An independent panel will not only be able to challenge the QDR's assumptions and recommendations in these two areas, but it may also prove effective at teasing out new and innovative ways of thinking about these and other challenges.

2010 and Beyond

The bipartisan expansion of the independent panel to review the 2010 QDR is an encouraging development in a budget year marked by a number of questionable high-level programmatic decisions. Whatever the outcome of the QDR, the panel will raise the level of national security debate and provide new metrics for weighing strategic, modernization, and force structure decisions.

The Armed Services Committees must now do their due diligence in promptly appointing their designated panel members, and Congress must ensure that the panel's finding are thoroughly and publicly deliberated during the first half of 2010.

Mackenzie M. Eaglen is Research Fellow for National Security in the Douglas and Sarah Allison Center for Foreign Policy Studies, a division of the Kathryn and Shelby Cullom Davis Institute for International Studies, at The Heritage Foundation. Eric Sayers is a graduate student at the S. Rajaratnam School of International Studies at the Nanyang Technological University and former Research Assistant for National Security at The Heritage Foundation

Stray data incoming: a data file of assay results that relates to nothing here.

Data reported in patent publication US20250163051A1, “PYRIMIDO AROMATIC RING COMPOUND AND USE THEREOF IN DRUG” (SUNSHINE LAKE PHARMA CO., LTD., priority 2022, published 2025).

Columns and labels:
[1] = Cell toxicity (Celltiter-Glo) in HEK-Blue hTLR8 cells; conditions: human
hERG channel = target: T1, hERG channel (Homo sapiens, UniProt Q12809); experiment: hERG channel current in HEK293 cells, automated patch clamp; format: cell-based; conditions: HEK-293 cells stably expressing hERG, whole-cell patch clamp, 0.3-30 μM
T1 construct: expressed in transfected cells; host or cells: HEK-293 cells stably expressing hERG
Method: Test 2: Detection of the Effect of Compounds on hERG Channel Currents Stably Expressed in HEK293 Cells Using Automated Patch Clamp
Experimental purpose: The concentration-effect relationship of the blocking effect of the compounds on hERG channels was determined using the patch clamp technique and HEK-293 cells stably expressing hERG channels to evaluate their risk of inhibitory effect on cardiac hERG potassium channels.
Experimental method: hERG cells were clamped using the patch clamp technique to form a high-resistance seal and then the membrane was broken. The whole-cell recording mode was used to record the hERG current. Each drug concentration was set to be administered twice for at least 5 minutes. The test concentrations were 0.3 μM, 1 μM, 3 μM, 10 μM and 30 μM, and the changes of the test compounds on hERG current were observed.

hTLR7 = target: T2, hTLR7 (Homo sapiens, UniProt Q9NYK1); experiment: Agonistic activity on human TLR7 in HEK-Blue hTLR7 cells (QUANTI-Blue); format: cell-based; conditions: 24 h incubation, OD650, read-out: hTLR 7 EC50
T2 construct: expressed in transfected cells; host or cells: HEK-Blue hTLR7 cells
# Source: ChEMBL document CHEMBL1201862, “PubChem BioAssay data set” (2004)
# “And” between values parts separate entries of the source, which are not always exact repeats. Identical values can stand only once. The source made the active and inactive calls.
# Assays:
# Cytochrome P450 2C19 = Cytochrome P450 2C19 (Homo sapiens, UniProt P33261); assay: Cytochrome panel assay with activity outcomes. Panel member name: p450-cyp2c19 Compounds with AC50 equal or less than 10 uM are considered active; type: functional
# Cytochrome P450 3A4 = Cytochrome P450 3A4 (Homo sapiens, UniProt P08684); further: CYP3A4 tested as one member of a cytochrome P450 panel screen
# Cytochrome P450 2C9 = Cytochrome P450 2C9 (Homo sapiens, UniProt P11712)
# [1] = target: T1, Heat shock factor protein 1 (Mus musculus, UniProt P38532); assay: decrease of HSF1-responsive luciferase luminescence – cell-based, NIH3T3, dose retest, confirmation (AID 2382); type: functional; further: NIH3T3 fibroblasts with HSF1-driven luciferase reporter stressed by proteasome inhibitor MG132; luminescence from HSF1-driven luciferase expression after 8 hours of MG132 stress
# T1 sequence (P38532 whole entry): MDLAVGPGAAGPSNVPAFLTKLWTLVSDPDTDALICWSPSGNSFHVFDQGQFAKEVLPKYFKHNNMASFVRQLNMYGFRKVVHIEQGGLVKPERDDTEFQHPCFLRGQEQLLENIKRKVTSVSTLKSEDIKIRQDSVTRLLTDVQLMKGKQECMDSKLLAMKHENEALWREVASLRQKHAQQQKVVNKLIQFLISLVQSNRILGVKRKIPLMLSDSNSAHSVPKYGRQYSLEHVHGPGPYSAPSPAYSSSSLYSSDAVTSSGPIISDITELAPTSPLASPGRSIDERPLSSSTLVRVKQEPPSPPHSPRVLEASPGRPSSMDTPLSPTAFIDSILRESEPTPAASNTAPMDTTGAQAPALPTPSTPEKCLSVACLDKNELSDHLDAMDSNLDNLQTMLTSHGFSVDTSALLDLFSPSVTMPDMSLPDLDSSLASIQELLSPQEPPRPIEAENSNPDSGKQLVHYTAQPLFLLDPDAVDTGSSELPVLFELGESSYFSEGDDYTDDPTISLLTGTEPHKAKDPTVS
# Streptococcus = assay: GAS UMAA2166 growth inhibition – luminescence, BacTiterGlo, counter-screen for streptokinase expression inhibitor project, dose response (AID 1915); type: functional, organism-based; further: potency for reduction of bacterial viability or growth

Show references in this report

[1]See Mackenzie M. Eaglen and Eric Sayers, "Independent Panel Needed for Alternative Views to the Pentagon's Quadrennial Defense Review," Heritage Foundation WebMemo No. 2425, May 5, 2009 at http://www.heritage.org/research/nationalsecurity/wm2425.cfm; Mackenzie M. Eaglen and Eric Sayers, "Create a National Defense Panel to Independently Judge Pentagon's Quadrennial Defense Review," Heritage Foundation WebMemo No. 2500, June 23, 2009, at http://www.heritage.org/Research/NationalSecurity/wm2500.cfm.

[2]National Defense Authorization Act for Fiscal Year 2010: Conference Report to Accompany H.R. 2647, H. Rep. 111-288, October 7, 2009, at http://frwebgate.access.gpo.gov/cgi-bin/getdoc.cgi?dbname=111_cong_reports&docid=f:hr288.111.pdf (November 2, 2009).